March 10, 2018 - by
Need To #Noles: Breaking Down Saturday’s NCAA Indoor Slate

COLLEGE STATION, Texas – Five Florida State athletes, each competing in finals, will pull the curtain on the NCAA Indoor Track & Field Championships Saturday evening at the Gilliam Indoor Track Center.

All five events will take place within a one-hour time window, beginning with the men’s triple jump at 6 p.m. (ET), which will be immediately followed by the men’s and women’s 60-meter hurdles (6:10 and 6:20), followed by the men’s and women’s 200 meters (6:50 and 7:00).

Here’s a quick guide for following the action:

ESPN3 (5 pm, ET)   

Live Results              

Twitter                                 @FSU_Track

How It Works

There are 16 athletes entered in the men’s triple jump, with the top nine after three rounds advancing to the finals where they earn three additional jumps. All marks carry over and the top eight individuals score, in a 10-8-6-5-4-3-2-1 scoring distribution to team totals. The top eight also earn first-team All-American honors.

In the 60-meter hurdles and 200-meter dash finals, eight runners will compete against the clock to determine to determine places. The only difference is the hurdles will be contested in one heat, while the 200 is contested in two heats of four athletes each.

FSU’s men, ranked No. 7 in the final regular season rankings, are tied for 11th-place with 6 points entering the final day with three athletes positioned to improve their standing. The No. 25 Seminole women are tied for 35th and have two finalists to add to their current 1-point total.

In chronological order of competition, here’s a look at how the competing Noles stack up against the competition in their respective events:

Men’s Triple Jump (6:00 pm, ET)

Armani Wallace, Junior

Wallace enters his first NCAA Indoor Championships as the No. 7 seed after posting a lifetime-best mark of 16.33 meters (53-7) at the ACC Indoor Championships, where he finished third with the No. 3 mark in FSU history. The Orlando native has knack for rising to the occasion of late, having won back-to-back ACC Field MVP honors, and that should serve him well in what many expect will be a tightly-contested competition. Wallace likes the facility, with a runway on the track surface, as opposed to elevated, and plenty room to accommodate his long approach.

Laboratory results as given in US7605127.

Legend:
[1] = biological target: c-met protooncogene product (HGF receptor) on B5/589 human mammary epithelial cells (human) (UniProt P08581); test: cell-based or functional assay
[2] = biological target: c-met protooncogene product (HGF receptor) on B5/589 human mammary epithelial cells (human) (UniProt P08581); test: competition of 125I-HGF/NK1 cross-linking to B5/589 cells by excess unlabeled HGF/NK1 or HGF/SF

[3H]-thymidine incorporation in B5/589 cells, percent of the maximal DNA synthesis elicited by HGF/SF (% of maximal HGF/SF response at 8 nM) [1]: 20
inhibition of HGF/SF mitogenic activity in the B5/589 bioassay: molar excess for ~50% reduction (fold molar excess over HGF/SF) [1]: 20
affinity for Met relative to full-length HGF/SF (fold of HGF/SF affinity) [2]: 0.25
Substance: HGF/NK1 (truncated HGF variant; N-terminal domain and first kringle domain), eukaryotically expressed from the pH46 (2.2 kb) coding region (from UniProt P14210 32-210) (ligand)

Top contenders: The top three spots at the ACC Indoor Championships were separated by 6 centimeters, which is indicative of how tightly-contested the entire field is. TCU’s Scotty Newton (16.63m) is the top seed and defending champion KeAndre Bates of Florida is No. 2 (16.48), but Newton has only one mark over 16 meters this season and Bates has not reached 16 meters in his last two meets. That means it’s anyone’s meet.

Men’s 60-Meter Hurdles (6:10 pm)

Trey Cunningham, Freshman

An automatic qualifier following his runner-up preliminary heat finish on Friday (7.79), Cunningham has drawn lane 6 for the final. Demonstrating poise under pressure, Cunningham advanced from his preliminary as the No. 7 seed, while three of the top six seeds did not. Entering the meet as the No. 7 seed, he is the fourth-highest seed in the final with a 7.70 season-best that matches up favorably with all but one other man in the finals. It is fair to note that Cunningham did break the IAAF World U20 record held by that man.